American Studies

Lydia Hamessley, Professor of Music

B.Mus.Ed., Texas Lutheran College; M.A. and Ph.D., University of Minnesota
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Areas of expertise: American folk and traditional musics, banjo, music and film, Medieval and Renaissance music, music and gender

Lydia Hamessley has published numerous articles and is the coeditor of Audible Traces: Gender, Identity, and Music. She is working on a project about Dolly Parton and preparing an article on the music for Paul Green's symphonic drama The Lost Colony (1937). She plays the clawhammer banjo. Hamessley was coordinator for the conference “Feminist Theory and Music: Toward a Common Language,” in Minneapolis, in 1991. She received her doctorate from the University of Minnesota and has won several teaching awards and fellowships.

Robert Knight, Assistant Professor of Art

B.A., Yale University; M.F.A., Massachusetts College of Art
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Areas of expertise: photography, history of photography, video capture and editing, Adobe premiere, and art foundations curriculum, 2D and 4D fundamentals

Robert Knight uses photography, audio, video and installation to explore his research on the relationship of contemporary culture to the domestic. His work has been exhibited in the Boston area at Gallery Kayafas, Alpha Gallery and The Danforth Museum of Art, and nationally at the Munson Williams Proctor Art Institute, the University of Wisconsin-Madison, the Jen Bekman Gallery, and the Houston Center for Photography, among other places. He received an master's in fine arts in photography from the Massachusetts College of Art & Design.

Anne Lacsamana, Associate Professor and Chair of Women's Studies

B.A., Rollins College; M.A., University of Alabama; Ph.D., Bowling Green State University
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Areas of expertise: transnational feminisms, feminist theory, labor and militarization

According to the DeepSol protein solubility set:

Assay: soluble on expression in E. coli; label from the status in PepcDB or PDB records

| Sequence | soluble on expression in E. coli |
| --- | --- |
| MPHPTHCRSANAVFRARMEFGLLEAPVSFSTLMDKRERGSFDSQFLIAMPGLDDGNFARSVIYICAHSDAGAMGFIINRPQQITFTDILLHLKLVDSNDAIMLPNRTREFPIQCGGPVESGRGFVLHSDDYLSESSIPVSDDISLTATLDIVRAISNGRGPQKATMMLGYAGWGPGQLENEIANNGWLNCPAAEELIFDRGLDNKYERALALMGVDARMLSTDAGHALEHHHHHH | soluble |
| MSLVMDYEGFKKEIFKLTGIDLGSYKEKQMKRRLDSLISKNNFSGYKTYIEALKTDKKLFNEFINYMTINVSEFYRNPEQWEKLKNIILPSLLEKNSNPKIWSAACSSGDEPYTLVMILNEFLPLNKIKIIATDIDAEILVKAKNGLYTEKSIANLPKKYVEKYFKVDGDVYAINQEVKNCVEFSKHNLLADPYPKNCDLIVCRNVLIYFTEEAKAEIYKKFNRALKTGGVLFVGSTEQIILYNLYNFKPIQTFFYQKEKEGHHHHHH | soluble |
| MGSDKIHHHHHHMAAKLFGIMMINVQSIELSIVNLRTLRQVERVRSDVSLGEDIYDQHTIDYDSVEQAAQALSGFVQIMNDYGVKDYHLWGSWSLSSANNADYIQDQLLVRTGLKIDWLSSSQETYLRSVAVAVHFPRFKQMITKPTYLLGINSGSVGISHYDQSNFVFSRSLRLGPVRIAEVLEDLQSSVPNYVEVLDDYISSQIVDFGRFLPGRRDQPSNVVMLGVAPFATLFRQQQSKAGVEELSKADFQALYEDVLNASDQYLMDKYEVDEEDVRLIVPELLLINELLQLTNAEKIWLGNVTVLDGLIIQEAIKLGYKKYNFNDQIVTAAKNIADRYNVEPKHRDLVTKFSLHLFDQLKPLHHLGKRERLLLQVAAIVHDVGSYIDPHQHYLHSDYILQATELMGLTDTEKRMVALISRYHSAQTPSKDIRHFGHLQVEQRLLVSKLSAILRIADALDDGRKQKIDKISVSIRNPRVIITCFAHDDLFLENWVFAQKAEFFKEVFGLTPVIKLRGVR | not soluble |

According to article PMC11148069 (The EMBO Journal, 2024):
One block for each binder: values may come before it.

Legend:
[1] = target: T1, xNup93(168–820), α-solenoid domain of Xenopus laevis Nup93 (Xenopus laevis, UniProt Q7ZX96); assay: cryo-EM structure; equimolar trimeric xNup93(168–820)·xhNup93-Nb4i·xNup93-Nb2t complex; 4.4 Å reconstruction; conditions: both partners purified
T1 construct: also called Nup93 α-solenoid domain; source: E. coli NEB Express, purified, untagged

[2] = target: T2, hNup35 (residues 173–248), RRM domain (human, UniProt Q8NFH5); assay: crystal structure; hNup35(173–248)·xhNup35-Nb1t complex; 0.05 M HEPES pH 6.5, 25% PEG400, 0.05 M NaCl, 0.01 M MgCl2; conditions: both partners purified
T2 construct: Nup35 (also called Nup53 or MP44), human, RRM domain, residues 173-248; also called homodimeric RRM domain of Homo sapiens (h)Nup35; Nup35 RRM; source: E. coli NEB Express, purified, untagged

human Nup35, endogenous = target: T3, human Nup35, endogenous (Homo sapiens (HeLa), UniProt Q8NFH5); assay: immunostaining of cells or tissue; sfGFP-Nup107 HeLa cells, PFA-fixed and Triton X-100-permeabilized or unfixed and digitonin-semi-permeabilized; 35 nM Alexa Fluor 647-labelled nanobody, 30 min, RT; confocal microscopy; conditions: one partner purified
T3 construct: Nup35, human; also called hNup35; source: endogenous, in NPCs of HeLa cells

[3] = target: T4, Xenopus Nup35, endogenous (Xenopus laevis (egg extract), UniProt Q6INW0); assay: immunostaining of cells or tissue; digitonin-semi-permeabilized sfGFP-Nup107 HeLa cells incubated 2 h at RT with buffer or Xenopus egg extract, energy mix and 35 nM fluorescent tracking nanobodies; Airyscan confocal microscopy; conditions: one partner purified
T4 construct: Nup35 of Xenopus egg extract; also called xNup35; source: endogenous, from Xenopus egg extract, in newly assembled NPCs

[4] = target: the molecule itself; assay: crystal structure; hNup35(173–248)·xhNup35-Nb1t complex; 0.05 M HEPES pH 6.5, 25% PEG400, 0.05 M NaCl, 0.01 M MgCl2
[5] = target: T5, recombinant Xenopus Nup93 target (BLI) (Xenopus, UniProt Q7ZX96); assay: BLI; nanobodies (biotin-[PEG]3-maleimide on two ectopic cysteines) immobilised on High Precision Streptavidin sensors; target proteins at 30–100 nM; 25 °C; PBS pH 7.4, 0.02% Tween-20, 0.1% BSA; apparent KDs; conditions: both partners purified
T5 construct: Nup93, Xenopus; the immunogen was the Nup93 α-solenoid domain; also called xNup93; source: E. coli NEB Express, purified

Anne E. Lacsamana specializes in transnational feminist theory with particular attention to women’s labor and the political economy. Her current research focuses on immigrant women day laborers in the U.S. She is the co-editor of Women and Globalization. Lacsamana was awarded an American Association of University Women postdoctoral research fellowship to complete her manuscript Revolutionizing Feminism: The Philippine Women’s Movement in the Age of Terror, which was published in 2012. Lacsamana has also published articles and book reviews in journals such as Nature, Society and Thought, Socialist Review and elsewhere. She received her doctorate in American Culture Studies from Bowling Green State University.

Angel David Nieves, Associate Professor of Africana Studies and Co-Director, Digital Humanities Initiative

B. Arch., Syracuse University; M.A., Binghamton University; Ph.D., Cornell University
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Areas of expertise: race and the built environment, digital humanities, spatial humanities, heritage preservation, urban history, South Africa and Southern Africa, truth and reconciliation in post-conflict countries and diaspora studies

Angel David Nieves codirects Hamilton's Digital Humanities Initiative. He completed his doctoral work in architectural history and Africana studies at Cornell University. Nieves coedited the book, ‘We Shall Independent Be:’ African American Place-Making and the Struggle to Claim Space in the U.S., and is associate editor of Fire!!!: A Multimedia Journal of Black Studies, among other work. MSNBC.com and Newsweek have featured his digital research and scholarship. Nieves’ scholarly work and community-based activism engages with issues of memory, heritage preservation, gender and nationalism at the intersections of race and the built environment in cities across the Global South.

Seth Schermerhorn, Assistant Professor of Religious Studies

B.A., Colorado State University; M.A., University of Colorado; Ph.D., Arizona State University
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Areas of expertise: anthropology of religion, global Christianities, religion in American, Native American religious traditions, traditional ecological knowledge, pilgrimage, personhood and place

Seth Schermerhorn specializes in the interdisciplinary study of indigenous religious traditions, particularly in the southwestern United States. Although Schermerhorn has worked with several indigenous nations, he works most extensively with the Tohono O’odham Nation in southern Arizona. Schermerhorn teaches classes on indigenous religious traditions, Native American religious freedom, indigenous ecologies, pilgrimage and global Christianities.